Historically, early owners of new Tesla models have frequently dealt with various quality-related problems. But in the case of the Tesla Cybertruck—a vehicle on sale for seven months, revealed almost five years ago and made by a carmaker that's been around for 20 years—teething issues seem to be one of the most defining parts of the ownership experience. 

More than two months after our initial report of Cybertruck issues, owners are still being towed to service centers for a variety of reasons. Though many say they still love the trucks, owners tell InsideEVs that they're still discovering a litany of problems with their $100,000 purchases, all worrying signs of a development process that seems to rely on customers to beta-test flagship vehicles.

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Tesla's quality issues

Although Tesla is the leading global manufacturer of electric vehicles, it still struggles with new model launches. Its latest effort, the Cybertruck, was released to considerable hype and fanfare, but has since been marked by a variety of quality issues, owners say. 

Mechanical Failures

When we last dove into this issue, we knew of around 20 high-profile failures of Cybertrucks that owners posted about online. Since then, many more have arisen, although the rate at which they are posted appears to be decreasing given that Tesla is now pumping out the trucks at a rate of around 1,300 units per week.

The automaker previously reached a milestone of 1,000 units per week in April. It’s unclear how many trucks Tesla has built so far, but analysts expect Tesla to produce between 40,000 and 50,000 total units in 2024.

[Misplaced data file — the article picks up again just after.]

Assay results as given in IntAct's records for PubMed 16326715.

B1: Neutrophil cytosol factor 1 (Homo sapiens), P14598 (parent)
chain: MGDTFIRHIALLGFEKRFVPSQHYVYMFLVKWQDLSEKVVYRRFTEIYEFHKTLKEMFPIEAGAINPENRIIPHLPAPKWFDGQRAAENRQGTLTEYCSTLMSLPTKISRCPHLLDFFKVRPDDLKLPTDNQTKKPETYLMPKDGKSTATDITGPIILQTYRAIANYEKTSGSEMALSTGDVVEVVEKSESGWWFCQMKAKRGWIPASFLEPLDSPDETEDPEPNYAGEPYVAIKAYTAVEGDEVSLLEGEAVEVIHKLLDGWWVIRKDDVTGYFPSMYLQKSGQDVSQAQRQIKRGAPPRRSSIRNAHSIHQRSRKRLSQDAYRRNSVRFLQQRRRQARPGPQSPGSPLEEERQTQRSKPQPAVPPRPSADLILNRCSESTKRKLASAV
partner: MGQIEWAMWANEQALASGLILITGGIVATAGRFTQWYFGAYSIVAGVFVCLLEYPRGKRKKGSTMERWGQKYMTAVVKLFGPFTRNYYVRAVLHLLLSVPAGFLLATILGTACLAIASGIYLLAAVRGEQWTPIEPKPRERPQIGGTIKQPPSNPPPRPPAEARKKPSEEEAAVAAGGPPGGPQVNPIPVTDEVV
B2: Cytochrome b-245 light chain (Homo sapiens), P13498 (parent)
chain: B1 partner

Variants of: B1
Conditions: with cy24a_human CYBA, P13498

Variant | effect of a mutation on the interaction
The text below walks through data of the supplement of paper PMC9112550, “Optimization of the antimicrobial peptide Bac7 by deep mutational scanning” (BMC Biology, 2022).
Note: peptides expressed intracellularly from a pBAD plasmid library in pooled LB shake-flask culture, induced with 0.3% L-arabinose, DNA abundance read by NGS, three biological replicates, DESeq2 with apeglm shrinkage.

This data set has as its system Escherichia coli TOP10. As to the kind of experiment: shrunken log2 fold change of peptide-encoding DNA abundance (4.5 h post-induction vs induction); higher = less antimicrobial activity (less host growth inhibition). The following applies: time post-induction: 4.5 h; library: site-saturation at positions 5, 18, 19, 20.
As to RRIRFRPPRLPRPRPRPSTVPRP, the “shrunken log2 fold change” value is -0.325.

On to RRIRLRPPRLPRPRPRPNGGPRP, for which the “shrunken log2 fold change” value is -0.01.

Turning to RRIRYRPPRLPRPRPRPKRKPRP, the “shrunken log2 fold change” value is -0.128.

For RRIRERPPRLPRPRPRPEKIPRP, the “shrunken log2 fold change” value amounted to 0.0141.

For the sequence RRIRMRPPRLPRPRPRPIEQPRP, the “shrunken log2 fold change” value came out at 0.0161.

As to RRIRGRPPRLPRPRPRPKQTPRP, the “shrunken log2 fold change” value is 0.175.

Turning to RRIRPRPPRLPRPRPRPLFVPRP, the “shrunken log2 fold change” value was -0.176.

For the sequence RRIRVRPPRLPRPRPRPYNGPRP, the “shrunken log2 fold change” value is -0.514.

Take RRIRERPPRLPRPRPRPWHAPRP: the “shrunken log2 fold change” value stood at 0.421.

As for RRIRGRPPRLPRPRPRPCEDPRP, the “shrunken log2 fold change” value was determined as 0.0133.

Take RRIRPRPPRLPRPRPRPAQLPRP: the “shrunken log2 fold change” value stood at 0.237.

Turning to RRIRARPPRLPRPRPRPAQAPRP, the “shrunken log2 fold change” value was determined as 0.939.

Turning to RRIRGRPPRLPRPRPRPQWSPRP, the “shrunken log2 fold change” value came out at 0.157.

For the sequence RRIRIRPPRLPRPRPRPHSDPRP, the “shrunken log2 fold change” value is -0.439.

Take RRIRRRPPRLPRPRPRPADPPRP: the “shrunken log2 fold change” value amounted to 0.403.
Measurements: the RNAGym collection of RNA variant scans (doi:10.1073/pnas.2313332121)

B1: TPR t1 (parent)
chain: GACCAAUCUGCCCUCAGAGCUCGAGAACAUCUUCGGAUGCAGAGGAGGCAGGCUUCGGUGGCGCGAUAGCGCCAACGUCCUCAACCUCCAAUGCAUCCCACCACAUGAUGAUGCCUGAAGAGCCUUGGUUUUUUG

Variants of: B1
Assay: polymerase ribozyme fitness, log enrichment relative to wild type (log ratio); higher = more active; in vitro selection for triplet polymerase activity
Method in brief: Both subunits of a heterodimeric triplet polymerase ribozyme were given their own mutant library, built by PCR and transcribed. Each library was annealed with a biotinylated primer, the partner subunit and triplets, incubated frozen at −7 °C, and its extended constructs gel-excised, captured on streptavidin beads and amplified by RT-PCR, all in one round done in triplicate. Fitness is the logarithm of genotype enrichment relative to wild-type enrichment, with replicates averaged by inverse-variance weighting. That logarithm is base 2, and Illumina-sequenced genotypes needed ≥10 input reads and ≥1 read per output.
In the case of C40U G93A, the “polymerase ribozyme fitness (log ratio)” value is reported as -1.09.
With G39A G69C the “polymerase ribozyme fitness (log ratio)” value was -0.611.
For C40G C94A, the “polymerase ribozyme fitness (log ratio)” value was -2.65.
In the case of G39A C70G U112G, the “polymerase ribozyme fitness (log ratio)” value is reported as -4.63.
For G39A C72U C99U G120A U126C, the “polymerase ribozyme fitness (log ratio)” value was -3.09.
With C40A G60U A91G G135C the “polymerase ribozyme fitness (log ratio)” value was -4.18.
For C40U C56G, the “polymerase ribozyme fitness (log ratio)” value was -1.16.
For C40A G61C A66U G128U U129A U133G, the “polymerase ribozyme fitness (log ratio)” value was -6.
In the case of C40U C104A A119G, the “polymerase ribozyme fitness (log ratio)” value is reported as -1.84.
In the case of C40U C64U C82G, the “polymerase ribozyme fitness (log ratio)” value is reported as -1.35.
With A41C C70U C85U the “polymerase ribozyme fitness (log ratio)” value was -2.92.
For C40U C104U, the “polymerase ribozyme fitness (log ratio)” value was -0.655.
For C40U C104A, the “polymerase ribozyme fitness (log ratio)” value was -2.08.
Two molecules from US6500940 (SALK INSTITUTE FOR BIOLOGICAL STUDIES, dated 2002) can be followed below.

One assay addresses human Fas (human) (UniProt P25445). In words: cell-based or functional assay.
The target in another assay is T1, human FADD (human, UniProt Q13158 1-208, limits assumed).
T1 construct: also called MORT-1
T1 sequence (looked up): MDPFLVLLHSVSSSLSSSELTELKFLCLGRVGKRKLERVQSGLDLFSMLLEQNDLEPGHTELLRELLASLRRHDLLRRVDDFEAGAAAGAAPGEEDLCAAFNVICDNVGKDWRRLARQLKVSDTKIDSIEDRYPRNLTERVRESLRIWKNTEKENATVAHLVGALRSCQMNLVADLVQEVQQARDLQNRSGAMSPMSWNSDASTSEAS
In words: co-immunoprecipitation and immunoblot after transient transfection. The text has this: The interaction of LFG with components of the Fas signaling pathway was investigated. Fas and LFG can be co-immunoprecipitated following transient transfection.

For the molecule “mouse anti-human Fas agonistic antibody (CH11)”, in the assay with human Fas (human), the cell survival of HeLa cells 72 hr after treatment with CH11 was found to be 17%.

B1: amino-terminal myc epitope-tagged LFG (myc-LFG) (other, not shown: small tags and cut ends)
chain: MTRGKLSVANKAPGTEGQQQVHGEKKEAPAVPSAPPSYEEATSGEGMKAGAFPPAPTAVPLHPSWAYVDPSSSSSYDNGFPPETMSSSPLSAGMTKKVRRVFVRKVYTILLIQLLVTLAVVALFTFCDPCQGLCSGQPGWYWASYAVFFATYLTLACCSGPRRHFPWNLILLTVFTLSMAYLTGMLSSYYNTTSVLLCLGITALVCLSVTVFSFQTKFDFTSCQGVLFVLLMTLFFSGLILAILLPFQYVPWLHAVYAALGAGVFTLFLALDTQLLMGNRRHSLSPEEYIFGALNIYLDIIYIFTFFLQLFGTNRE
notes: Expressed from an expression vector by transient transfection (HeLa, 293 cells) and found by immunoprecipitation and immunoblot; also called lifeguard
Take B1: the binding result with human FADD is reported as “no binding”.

Regardless of the number of vehicles produced, we’re seeing an unusually high number of failures reported online, even for a new vehicle launch. And two months after our initial story in April, the hits keep on coming:

Some trucks are also having issues with failures related to their truck's half shafts. At least three owners have reported failures, including two that reported grinding noises and another showing a video with a loose axle bolt.

A number of trucks are also having issues with the vehicle's air suspension, displaying errors and requiring trips to the service center to replace parts. Some say that Tesla has replaced certain components, while others report that the errors have seemingly disappeared on their own.

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The Gigawiper

The big ol' wiper on the Cybertruck seems to be running into some big ol' problems as well.

And, no, we're not talking about it flopping around in the wind (although one user has reported that too)—a number of owners are reporting that the motor powering their truck's giant wiper is failing prematurely. In fact, it seems to be a pretty common pain point, with some owners seeing it twitch while driving, and others finding out that it's completely dead the first time they try to use it during a downpour.

InsideEVs was able to locate at least 16 accounts of wipers failing on trucks on various social media outlets and forums:

It's not clear why these wipers are failing, but they must have failed at a worrying rate for the issue to have been brought up so much on the forums.

Over the weekend, sales of the Cybertruck were even halted to fix the windshield wiper motor

It's also worth pointing out that Tesla opted for an extraordinarily powerful wiper motor in the Cybertruck. According to Tesla's VP of engineering, Lars Moravy, the truck uses a huge 120-watt electric motor. That might not seem like a lot, but the average automobile has a wiper that rarely exceeds 50 watts.

 

Perhaps the Cybertruck's new 48-volt architecture is causing some additional teething issues. Or maybe there's an underlying issue that has yet to be publicly documented.